1. Marketing data integration. Historically, for a variety of reasons, merchants have been unable to consistently and correctly link an individual consumer record directly to every payment transaction. Today, the convergence of the mobile phone, the payment transaction, and the online environment enables companies to track individual customers from the initial marketing impression all the way through the purchase. Those providers that leverage their mobile platforms for one-to-one marketing — before, during, and after a retail payment transaction — will have a leg up on the competition. They can achieve the holy grail of consumer marketing: precise marketing ROI calculations for segments of one. For example, a merchant could send a digital coupon via text and allow consumers to opt in, and then send personalized reminders only to those consumers. The merchant could then track coupon usage from mobile payments to determine the conversion rate and the overall marketing ROI.

Such scenarios hold great promise. But realizing them requires the establishment a complex web of institutional relationships. Who will track the data? Who will store the data? How will different institutions coordinate? Which standards will be used? And what emerging business models can monetize the new value creation? Not all the answers are obvious. But it is clear that traditional banks and financial institutions will find their greatest opportunity by leveraging their data. When financial institutions couple internal data with external data sources, they can begin to help merchants grow their business and provide consumers with a more personalized and robust shopping experience. The winners will convert that data into enhanced solutions across the value chain: targeted local and national offers, multifactor authentication, and security alerts.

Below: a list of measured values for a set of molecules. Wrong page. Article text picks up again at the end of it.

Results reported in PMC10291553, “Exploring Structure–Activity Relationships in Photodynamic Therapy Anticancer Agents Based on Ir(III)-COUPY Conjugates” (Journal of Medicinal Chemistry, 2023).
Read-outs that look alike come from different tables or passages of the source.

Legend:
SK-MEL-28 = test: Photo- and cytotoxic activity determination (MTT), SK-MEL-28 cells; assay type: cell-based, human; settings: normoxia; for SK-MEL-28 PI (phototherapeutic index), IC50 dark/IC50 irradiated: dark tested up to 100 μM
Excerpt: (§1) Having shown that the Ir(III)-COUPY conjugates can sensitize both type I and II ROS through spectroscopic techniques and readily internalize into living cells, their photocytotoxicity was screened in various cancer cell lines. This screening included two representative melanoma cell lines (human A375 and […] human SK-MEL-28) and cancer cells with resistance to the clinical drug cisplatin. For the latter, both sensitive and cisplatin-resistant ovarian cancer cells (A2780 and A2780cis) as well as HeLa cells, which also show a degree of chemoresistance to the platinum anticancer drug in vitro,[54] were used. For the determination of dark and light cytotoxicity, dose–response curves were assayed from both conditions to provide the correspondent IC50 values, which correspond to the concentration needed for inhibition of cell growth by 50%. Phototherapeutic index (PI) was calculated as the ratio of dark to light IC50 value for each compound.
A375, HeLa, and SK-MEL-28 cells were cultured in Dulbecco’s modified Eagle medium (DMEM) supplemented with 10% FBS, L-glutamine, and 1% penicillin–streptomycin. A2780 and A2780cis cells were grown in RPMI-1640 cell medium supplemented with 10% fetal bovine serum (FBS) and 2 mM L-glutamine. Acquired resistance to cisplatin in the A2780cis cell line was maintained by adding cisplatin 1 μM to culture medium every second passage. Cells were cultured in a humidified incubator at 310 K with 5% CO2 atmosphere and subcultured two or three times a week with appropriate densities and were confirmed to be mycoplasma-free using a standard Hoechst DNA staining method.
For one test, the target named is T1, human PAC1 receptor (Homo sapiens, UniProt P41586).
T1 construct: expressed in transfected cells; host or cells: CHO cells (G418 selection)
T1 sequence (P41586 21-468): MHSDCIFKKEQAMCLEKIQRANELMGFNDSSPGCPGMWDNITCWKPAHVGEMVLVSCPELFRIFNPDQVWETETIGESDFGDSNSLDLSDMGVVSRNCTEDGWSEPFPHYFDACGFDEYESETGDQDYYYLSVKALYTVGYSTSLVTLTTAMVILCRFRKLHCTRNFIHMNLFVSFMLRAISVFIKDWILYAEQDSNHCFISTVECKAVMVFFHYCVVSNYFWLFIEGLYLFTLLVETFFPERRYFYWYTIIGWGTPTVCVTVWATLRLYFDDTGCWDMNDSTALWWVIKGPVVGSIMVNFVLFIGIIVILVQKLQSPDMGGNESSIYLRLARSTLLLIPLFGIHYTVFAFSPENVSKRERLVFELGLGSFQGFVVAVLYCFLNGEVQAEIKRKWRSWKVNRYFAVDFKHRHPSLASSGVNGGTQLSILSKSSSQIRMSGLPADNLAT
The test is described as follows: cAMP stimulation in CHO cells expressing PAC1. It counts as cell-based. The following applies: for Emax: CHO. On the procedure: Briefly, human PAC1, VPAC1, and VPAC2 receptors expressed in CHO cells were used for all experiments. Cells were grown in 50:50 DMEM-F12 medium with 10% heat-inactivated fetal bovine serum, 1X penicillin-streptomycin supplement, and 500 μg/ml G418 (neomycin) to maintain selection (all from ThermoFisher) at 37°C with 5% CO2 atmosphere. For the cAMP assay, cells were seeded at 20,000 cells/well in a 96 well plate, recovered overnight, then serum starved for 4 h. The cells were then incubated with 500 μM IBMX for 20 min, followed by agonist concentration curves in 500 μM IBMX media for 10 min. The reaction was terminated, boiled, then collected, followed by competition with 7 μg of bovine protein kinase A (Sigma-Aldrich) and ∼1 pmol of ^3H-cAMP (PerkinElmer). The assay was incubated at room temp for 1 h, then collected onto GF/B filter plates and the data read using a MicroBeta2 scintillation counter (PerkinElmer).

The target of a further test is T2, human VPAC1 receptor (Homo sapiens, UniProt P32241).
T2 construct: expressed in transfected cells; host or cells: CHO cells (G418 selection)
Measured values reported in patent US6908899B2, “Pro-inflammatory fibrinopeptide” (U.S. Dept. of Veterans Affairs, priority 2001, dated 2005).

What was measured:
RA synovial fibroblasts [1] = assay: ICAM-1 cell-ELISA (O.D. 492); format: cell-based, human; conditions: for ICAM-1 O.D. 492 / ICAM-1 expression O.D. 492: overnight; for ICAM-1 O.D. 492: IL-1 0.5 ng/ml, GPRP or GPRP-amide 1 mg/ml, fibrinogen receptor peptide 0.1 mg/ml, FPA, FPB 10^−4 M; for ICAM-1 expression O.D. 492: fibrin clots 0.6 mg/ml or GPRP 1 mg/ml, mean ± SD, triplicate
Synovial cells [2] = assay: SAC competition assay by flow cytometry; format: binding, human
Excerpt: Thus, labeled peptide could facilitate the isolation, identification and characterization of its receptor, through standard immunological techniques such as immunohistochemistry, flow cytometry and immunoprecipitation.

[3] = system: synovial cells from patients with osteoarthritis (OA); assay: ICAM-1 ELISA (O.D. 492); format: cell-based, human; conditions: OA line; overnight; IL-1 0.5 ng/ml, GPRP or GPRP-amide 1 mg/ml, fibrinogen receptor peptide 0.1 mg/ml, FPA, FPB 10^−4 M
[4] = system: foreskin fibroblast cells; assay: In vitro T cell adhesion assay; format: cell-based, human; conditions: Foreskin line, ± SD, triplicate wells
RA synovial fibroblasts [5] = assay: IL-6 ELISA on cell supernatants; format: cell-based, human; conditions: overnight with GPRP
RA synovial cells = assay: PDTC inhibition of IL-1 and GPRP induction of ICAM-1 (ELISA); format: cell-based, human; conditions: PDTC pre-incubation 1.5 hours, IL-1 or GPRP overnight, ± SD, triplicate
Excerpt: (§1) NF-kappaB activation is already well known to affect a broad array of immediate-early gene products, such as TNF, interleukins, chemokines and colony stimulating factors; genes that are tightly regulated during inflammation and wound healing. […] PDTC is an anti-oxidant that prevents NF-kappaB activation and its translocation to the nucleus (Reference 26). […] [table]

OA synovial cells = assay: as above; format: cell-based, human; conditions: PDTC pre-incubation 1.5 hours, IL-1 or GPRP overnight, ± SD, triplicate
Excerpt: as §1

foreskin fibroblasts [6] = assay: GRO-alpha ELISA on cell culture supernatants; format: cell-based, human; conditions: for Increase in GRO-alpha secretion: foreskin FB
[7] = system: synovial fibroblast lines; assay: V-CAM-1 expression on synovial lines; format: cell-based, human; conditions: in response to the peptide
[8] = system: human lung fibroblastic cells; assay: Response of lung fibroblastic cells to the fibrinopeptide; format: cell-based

The payment providers that stitch together merchant acceptance, mobile solution integration, and marketing fueled by data will be well on their way to success. Once that finally happens — and it will — customer relationships and marketing will never be the same.


Apple will reportedly reveal the iPhone 6s on September 9

If you’re wondering when you can hear about Apple’s next iPhones and iPads, you might want to keep a weather eye on September 9, as a report indicates that’s when Apple could hold its biggest product launch of the year.

According to Buzzfeed’s John Paczkowski, who has accurately reported on Apple launch dates in the past (this time citing the token “sources familiar with Apple’s plans”), the company will launch its next iPhones, iPads and Apple TV at a media event during the week of September 7 – with Wednesday, September 9 standing as the most likely day.

While Apple has previously launched iPhones and iPads at separate events, the iPad’s prominence has dropped of late along with its sales, and the tablet will reportedly join the iPhone 6s and iPhone 6s Plus at the event.

The report says the rumored 12.9-inch iPad Pro is a “wild card” for the event.

Multiple sources have pointed to the next iPhones as having the Force Touch sensors found in the Apple Watch and recent MacBooks, as well as faster A9 chips and better cameras.

That long-rumored Apple TV set has yet to materialize, but the updated Apple TV set-top-box that Apple is rumored to be announcing at the event may be the closest we’ll get. It allegedly has an A8 chip, overhauled OS, a remote control with a touchpad on it and Siri voice control.

Even when sources have proven track records, you’ll always want to take these reports with a few grains of salt (and plans can change, even when reports are legit). But it also couldn’t hurt to grab your calendar and pencil in a big fat Apple logo on Wednesday, September 9.

Source: Buzzfeed

Your Fingerprint Could Be Stolen Remotely If Your Android Phone Has A Scanner

At the Black Hat conference on Wednesday, researchers revealed that fingerprint sensors on Android phones are vulnerable to hackers.